Should be no gap in chain of events linking offender to offence in cases lacking direct proof: SC

The apex court was faced with the legal arguments that the case at hand was based on circumstantial evidence and there were gaps in the chain of events linking convict to the murder.

Published: 23rd February 2021 08:36 PM  |   Last Updated: 23rd February 2021 08:36 PM   |  A+A-

Supreme Court

Supreme Court (Photo| Shekhar Yadav, EPS)


NEW DELHI: In cases lacking direct evidence to link accused with the offence, the circumstances from which the conclusion of guilt is be drawn should be "fully proved" and there should be "no gap" left in the chain of events, the Supreme Court said on Tuesday.

The observations have been made in a judgement by the apex court while dismissing the appeal of a convict against a Madras High Court's verdict awarding him the life term for murdering his pregnant wife on October 28, 2005.

The apex court was faced with the legal arguments that the case at hand was based on circumstantial evidence and there were gaps in the chain of events linking convict to the murder.

"In a case based on circumstantial evidence, the settled principles of law are that the circumstances from which the conclusion of guilt is to be drawn should be fully proved and such circumstances should be conclusive in nature and moreover the circumstances should be complete and there should be no gap left in the chain of events," a bench of justices Ashok Bhushan and Ajay Rastogi said.

"However, the circumstances must be consistent only with the hypothesis of the guilt of the accused and inconsistent with the innocence," Justice Rastogi, writing the judgement, said.

Referring to several judgements, the top court said when a case rests on "circumstantial evidence" then such proofs must satisfy tests including "the circumstances from which an inference of guilt is sought to be drawn, must be cogently and firmly established".

The circumstances should be of a "definite tendency unerringly pointing towards guilt of the accused", it said, adding "the circumstances, taken cumulatively, should form a chain so complete that there is no escape from the conclusion that within all human probability the crime was committed by the accused and none else".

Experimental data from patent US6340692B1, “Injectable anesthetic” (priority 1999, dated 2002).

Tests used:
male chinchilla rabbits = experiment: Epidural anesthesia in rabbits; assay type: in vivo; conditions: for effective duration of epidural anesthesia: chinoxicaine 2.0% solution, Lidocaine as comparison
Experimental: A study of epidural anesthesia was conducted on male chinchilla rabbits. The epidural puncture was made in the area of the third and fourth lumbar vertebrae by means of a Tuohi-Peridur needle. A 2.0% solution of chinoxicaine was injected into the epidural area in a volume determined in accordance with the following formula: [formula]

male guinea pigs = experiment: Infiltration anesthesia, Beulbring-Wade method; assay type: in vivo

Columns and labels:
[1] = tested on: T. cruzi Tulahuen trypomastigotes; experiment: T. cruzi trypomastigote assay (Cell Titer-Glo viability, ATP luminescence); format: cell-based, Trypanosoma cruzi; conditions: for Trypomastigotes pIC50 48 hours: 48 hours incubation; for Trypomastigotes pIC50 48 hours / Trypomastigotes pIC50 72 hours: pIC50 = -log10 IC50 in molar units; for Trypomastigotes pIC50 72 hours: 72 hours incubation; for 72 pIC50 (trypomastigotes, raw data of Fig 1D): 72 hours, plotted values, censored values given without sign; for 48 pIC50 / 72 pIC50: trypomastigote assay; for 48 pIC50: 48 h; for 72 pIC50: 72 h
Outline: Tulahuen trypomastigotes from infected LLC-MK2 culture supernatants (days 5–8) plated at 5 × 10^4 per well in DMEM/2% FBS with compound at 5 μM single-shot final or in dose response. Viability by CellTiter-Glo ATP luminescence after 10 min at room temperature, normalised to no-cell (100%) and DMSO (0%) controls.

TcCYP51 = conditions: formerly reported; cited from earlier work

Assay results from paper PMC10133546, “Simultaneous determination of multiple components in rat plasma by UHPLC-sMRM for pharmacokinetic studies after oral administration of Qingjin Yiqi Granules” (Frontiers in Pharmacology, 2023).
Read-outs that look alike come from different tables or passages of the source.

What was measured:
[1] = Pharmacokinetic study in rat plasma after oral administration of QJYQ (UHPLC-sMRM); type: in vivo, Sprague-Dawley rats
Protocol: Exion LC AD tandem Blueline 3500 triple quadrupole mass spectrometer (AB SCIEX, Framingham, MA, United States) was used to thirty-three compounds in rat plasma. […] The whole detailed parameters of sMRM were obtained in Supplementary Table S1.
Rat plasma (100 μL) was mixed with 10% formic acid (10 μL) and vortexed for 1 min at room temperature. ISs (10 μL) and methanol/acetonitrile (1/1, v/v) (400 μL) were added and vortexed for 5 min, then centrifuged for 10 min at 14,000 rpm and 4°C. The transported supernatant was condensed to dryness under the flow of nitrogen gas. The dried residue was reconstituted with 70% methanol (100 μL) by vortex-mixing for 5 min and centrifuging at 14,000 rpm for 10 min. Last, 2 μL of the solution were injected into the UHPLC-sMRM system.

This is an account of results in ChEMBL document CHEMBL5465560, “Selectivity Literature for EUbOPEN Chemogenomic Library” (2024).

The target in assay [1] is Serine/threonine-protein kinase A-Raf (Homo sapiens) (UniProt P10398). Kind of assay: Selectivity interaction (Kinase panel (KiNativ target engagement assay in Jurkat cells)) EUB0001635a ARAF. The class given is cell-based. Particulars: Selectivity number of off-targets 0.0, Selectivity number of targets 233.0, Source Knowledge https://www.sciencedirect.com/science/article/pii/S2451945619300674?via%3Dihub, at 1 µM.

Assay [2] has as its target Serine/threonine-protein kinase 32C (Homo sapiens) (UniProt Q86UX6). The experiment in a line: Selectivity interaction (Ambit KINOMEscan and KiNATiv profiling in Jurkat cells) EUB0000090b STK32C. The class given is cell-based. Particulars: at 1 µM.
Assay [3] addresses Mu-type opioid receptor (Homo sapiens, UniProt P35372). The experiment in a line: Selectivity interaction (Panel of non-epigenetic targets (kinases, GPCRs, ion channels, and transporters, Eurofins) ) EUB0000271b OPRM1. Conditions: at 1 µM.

"The circumstantial evidence in order to sustain conviction must be complete and incapable of explanation of any other hypothesis than that of the guilt of the accused and such evidence should not only be consistent with the guilt of the accused but should be inconsistent with his innocence," it said.

The bench upheld the verdicts delivered by the trial court and the high court awarding the life term to R Damodaran in the case based on circumstantial evidence.

Damodaran, who was in inebriated condition on the fateful night, had beaten his wife Nirmala Mary with a log causing severe internal injuries and himself took her to a hospital saying she suffered the cardiac arrest, the claim was belied by the medical evidence during the trial.

"The present case squarely rests on circumstantial evidence where the death has been caused by homicidal violence and the appellant who had himself taken the deceased to the hospital and made a false statement to the doctor that she had suffered a cardiac arrest which was found to be false after the postmortem report was received and the nature of injuries which were attributed on the body of the deceased of which a reference has been made clearly establish that it is the case where none other than the accused appellant has committed a commission of crime with intention to commit the murder of his own wife who was at the advanced stage of pregnancy," it held and asked him to surrender back to jail.


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